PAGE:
Children, Friendship, Love, Valentines

A Short & Sweet Story for Valentine’s Day

Rita dreaded Valentine’s Day. It was the worst day of the year. Every year, she would wake up on February 14th and say, “Mommy, I’m too sick to go to school today.” Her mother always knew why she wanted to stay home. “Come to breakfast. Daddy and I have something for you.”

This year, Rita was not ready to leave her bed even when she knew her parents had bought her a wonderful gift. She had seen her father trying to hide the large box that contained the set of books she had been asking for. There were pictures of her favourite characters on the box.

“Get up!” Mommy called out for the fifth time. Rita got up. She went straight to the living room where her father was waiting. “See what you have here,” he said with a smile. Rita opened the box and ran her fingers over the books. They were so shiny. She wanted to stay home and read all day. Then her mother handed her a bright pink envelope. Rita knew what was inside. It was a Valentine’s Day card. She didn’t want it. She wanted a card from a boy who liked her, not from her parents who felt sorry for her. Still, she didn’t want to hurt their feelings, so she opened the envelope. It was a cute card with a teddy bear saying Happy Valentine’s Day. Her parents had written: Lots of love to our little girl. Rita said thank you and went to get ready for school.

The day could not end fast enough. Every class seemed to drag on and on. Rita and her classmates wanted it to be 3 o’ clock. That’s when the last bell rang. That’s also when the teacher, Mrs. Gupta, would distribute the Valentine’s Day cards. There was a shoe box for each student, and they all had the whole week to buy cards and place them in each other’s boxes.

Rimi had asked Rita if she was giving anybody a Valentine. Rita shook her head, making her ponytail hit her face. “No! Valentine’s Day is silly.” Her friend tried again. “Rita, remember how Arjun gave you chocolate once? Maybe you could give him a card.” Rita laughed. She knew that Arjun didn’t like her.

The bell finally rang and Mrs. Gupta started distributing the boxes. “Class, please be patient,” she said because Partho was standing up excitedly. He was the most popular boy in class so he expected many cards.

When Rita’s box was sitting on her desk, she did not open it immediately. She wanted to go home. Mrs. Gupta walked over to her and placed a hand on her shoulder. “Go ahead.” Last year, her box had one card from her best friend Ruby. This year, Ruby had moved to Delhi, so her box would be empty.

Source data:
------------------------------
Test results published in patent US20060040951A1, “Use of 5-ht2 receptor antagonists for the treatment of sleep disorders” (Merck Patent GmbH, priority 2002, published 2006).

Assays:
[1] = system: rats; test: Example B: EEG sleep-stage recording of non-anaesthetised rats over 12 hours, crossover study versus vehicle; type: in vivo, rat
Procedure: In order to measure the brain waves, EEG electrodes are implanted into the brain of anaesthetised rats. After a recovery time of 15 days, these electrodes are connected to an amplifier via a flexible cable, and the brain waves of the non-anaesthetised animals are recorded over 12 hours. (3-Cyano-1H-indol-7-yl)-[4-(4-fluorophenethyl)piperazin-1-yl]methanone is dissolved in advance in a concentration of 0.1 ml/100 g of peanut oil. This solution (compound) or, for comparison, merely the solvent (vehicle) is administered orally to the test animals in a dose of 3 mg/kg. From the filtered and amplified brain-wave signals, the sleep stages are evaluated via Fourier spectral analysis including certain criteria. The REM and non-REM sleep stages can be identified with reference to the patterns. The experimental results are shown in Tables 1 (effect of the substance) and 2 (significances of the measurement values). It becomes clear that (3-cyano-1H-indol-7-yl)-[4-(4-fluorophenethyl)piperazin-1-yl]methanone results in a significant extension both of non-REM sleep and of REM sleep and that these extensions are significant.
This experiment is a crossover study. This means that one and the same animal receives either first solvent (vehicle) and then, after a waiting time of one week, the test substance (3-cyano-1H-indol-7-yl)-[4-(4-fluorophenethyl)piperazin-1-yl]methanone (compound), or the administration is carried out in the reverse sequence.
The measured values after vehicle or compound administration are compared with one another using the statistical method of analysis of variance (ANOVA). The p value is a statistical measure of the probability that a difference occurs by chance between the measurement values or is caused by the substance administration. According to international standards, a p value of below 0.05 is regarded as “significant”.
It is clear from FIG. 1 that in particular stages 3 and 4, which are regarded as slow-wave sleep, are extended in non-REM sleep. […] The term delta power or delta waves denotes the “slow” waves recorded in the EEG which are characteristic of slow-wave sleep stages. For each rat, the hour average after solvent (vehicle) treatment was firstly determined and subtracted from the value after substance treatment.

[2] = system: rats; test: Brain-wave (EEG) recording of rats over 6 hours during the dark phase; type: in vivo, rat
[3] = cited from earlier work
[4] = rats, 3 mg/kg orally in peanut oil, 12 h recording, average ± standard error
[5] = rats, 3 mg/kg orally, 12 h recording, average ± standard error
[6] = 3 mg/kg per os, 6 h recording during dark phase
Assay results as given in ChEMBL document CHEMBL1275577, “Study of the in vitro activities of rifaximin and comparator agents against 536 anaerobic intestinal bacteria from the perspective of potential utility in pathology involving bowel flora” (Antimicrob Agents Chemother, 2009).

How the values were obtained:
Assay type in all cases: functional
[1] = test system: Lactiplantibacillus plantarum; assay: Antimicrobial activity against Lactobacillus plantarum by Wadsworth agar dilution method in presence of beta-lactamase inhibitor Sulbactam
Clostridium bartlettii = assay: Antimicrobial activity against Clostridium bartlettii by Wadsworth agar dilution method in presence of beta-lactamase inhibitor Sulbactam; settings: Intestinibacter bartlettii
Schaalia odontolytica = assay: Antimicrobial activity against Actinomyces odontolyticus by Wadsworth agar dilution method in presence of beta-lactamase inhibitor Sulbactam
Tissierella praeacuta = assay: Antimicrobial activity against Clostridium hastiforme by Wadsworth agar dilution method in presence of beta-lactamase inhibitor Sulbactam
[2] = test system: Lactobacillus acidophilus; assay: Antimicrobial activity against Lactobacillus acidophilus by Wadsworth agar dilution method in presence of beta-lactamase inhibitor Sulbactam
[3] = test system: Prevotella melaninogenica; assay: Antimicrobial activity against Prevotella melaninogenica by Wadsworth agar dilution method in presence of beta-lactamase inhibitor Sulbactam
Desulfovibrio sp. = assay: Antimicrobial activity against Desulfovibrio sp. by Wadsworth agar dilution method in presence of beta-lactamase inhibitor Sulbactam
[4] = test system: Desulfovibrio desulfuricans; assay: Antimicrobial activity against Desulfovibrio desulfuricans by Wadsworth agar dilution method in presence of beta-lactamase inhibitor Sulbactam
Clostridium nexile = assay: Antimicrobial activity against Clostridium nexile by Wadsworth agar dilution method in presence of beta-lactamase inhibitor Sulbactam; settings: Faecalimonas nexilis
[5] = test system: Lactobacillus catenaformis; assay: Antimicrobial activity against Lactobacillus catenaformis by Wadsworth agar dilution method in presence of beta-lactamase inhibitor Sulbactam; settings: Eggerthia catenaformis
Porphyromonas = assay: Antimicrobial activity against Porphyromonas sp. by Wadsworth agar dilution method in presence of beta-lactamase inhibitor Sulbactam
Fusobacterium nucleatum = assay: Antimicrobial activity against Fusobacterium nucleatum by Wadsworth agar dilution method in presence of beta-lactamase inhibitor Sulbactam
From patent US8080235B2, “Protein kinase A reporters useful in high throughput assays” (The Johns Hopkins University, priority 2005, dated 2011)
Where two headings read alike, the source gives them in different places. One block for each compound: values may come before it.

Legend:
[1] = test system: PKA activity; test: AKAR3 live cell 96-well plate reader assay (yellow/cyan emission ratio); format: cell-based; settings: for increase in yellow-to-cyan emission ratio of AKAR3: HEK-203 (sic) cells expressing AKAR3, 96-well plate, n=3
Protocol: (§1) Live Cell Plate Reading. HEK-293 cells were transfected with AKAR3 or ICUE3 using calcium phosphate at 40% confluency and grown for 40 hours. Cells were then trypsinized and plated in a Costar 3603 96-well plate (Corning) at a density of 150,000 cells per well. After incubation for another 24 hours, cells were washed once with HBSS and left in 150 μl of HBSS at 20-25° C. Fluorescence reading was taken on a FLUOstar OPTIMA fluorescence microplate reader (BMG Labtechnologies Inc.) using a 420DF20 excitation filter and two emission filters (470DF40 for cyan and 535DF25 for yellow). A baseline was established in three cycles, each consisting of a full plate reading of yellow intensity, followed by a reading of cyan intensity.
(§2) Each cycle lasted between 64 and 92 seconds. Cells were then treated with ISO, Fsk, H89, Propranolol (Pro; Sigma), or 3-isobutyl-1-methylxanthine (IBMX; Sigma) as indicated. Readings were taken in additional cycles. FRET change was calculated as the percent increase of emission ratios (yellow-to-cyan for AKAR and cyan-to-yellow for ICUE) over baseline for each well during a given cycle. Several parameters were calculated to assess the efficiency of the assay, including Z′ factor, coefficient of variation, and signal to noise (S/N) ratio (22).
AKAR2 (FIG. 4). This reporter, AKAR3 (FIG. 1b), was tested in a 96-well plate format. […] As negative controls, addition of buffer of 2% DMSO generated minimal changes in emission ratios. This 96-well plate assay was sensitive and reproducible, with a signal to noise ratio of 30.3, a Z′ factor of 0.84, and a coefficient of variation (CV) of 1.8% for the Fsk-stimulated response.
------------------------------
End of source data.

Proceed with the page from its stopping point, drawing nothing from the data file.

Everybody started going home. Rita decided to get it over with. She took the lid off her box as if she was uncovering a creepy lizard. There was one card from Rimi. It had a picture of a clown and said that Rita was a great friend. Rita put the card into her bag.

As she walked toward the school gate, she saw Preeti showing off her valentines including one from a boy. She continued walking to the gate, looking down at the ground to avoid talking to anybody. Suddenly, she heard a boy say, “Rita, wait!” Rita turned around. It was Arjun!

“Hi,” she said. Rita wondered if she should ask him about his new pet dog. They were neighbours, so she had seen his father walking their pet. Arjun interrupted her thoughts when he said, ” I have something for you.” Rita asked, “What?” He held out a chocolate. “Happy Valentine’s Day!” Before she could say thank you, he ran out the gate. Rita had a good Valentine’s Day after all!

4 thoughts on “A Short & Sweet Story for Valentine’s Day”

  1. For me, this is a story that has a resonance for us all, whether about valentine cards or other areas in life where we fear, in any state of competition, we may be well down the list of those considered best. Getting a chocolate is equivalent to appreciating what you have and making the best of it.

    Imagine, for instance, all your fellow writers getting agents, being published, and you’re still at the hopeful stage, becoming disappointed, disillusioned. Then someone comes along and says how much they enjoyed your story/book/ article and they’ve raved about in on Facebook and writing websites — the equivalent of a chocolate.

Leave a Reply

Fill in your details below or click an icon to log in: Logo

You are commenting using your account. Log Out /  Change )

Twitter picture

You are commenting using your Twitter account. Log Out /  Change )

Facebook photo

You are commenting using your Facebook account. Log Out /  Change )

Connecting to %s